2
3
d-electron conguration based on the trends in the ab- There is no low-spin or high-spin designation for d , d ,
8 [8]
sorption spectra of isoelectronic rst-row transition met- or d .
als. The plots of the energies calculated for the electronic
states of each electron conguration are now known as
3 Tanabe-Sugano diagrams
TanabeSugano diagrams.[3][4]

The seven TanabeSugano diagrams for octahedral complexes are shown below.[5][9][10]

Parameters

The x-axis of a TanabeSugano diagram is expressed in


terms of the ligand eld splitting parameter, Dq, or , divided by the Racah parameter B. The y-axis is in terms
of energy, E, also scaled by B. Three Racah parameters

4 Unnecessary diagrams: d1 , d9
and d10
1

4.1

7 APPLICATIONS AS A QUALITATIVE TOOL

d1

There is no electron repulsion in a d1 complex, and the


single electron resides in the t orbital ground state. A d1
octahedral metal complex, such as [Ti(H2 O)6 ]3+ , shows
a single absorption band in a UV-vis experiment.[5] The
term symbol for d1 is 2 D, which splits into the 2 T and
2
E states. The t orbital set holds the single electron
and has a 2 T state energy of 4Dq. When that electron is promoted to an e orbital, it is excited to the 2 E
state energy, +6Dq. This is in accordance with the single
absorption band in a UV-vis experiment. The prominent
shoulder in this absorption band is due to a Jahn-Teller
distortion which removes the degeneracy of the two 2 E
states. However, since these two transitions overlap in a
UV-vis spectrum, this transition from 2 T to 2 E does
not require a TanabeSugano diagram.

4.2

d9

Similar to d1 metal complexes, d9 octahedral metal complexes have 2 D spectral term. The transition is from the
(t )6 (e )3 conguration (2 E state) to the (t )5 (e )4 conguration (2 T state). This could also be described as a
positive hole that moves from the e to the t orbital
set. The sign of Dq is opposite that for d1 , with a 2 E
ground state and a 2 T excited state. Like the d1 case, d9
octahedral complexes do not require the TanabeSugano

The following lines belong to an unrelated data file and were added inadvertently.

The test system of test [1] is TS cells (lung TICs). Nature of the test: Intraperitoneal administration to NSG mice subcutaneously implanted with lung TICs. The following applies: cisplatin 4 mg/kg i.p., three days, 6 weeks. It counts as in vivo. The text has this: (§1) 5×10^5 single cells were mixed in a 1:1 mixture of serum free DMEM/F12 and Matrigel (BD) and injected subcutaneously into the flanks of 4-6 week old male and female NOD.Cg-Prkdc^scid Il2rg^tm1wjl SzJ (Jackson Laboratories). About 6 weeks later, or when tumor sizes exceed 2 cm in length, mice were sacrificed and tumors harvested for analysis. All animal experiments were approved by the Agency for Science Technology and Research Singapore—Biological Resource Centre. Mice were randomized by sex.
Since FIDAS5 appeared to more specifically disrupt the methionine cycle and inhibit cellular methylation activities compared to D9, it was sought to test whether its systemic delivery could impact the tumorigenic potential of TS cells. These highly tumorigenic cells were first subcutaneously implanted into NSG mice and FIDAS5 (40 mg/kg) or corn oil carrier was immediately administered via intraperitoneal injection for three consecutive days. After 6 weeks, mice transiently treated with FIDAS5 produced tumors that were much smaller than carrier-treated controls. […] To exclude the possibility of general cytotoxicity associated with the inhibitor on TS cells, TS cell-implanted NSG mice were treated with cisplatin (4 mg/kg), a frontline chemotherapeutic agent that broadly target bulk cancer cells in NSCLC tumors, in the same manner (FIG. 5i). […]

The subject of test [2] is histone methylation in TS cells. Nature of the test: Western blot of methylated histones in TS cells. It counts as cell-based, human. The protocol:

diagram to predict their absorption spectra.

6 Advantages over Orgel diagrams


In Orgel diagrams, the magnitude of the splitting energy
exerted by the ligands on d orbitals, as a free ion approach
a ligand eld, is compared to the electron-repulsion energy, which are both sucient at providing the placement
of electrons. However, if the ligand eld splitting energy,
10Dq, is greater than the electron-repulsion energy, then
Orgel diagrams fail in determining electron placement. In
this case, Orgel diagrams are restricted to only high spin
complexes.[6]
TanabeSugano diagrams do not have this restriction, and
can be applied to situations when 10Dq is signicantly
greater than electron repulsion. Thus, TanabeSugano
diagrams are utilized in determining electron placements
for high spin and low spin metal complexes. However,
they are limited in that they have only qualitative significance. Even so, TanabeSugano diagrams are useful in
interpreting UV-vis spectra and determining the value of
10Dq.[6]

7 Applications as a qualitative tool


In a centrosymmetric ligand eld, such as in octahedral
complexes of transition metals, the arrangement of electrons in the d-orbital is not only limited by electron repulsion energy, but it is also related to the splitting of the
orbitals due to the ligand eld. This leads to many more
electron conguration states than is the case for the free
ion. The relative energy of the repulsion energy and splitting energy denes the high-spin and low-spin states.

Considering both weak and strong ligand elds, a


TanabeSugano diagram shows the energy splitting of